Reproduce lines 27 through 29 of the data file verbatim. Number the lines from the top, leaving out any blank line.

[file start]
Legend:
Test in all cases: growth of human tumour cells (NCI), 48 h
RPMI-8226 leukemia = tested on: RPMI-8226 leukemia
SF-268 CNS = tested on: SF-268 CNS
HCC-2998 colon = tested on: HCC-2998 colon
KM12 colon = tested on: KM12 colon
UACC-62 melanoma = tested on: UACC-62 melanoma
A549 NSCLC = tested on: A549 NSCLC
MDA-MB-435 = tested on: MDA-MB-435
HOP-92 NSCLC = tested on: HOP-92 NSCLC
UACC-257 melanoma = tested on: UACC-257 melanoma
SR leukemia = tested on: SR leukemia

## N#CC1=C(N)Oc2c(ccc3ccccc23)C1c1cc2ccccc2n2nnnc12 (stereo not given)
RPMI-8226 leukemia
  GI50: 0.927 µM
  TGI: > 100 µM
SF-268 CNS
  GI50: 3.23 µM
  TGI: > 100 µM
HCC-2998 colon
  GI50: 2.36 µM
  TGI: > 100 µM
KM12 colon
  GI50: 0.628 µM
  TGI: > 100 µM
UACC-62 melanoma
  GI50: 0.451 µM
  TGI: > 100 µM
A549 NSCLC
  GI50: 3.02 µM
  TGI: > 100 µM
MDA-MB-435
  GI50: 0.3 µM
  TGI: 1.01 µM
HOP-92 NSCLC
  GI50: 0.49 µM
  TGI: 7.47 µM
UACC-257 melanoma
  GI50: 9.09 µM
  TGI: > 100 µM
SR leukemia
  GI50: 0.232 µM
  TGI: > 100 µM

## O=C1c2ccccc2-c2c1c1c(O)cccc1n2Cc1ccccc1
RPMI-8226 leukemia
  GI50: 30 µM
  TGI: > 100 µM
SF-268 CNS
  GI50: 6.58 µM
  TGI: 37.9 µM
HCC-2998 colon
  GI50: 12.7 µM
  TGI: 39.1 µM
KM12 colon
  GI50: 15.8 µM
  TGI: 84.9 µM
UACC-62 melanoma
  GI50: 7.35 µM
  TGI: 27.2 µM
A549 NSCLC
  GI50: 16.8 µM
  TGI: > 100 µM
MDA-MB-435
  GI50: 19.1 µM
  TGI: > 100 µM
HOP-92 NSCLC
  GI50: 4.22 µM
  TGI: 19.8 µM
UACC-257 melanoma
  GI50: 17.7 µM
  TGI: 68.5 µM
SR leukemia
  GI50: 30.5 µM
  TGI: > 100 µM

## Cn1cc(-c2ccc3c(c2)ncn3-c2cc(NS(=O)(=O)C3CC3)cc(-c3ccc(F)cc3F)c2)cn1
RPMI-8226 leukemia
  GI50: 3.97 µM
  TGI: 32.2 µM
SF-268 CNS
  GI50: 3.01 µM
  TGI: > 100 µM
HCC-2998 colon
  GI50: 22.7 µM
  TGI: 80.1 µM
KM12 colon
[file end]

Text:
  GI50: 0.451 µM
  TGI: > 100 µM
A549 NSCLC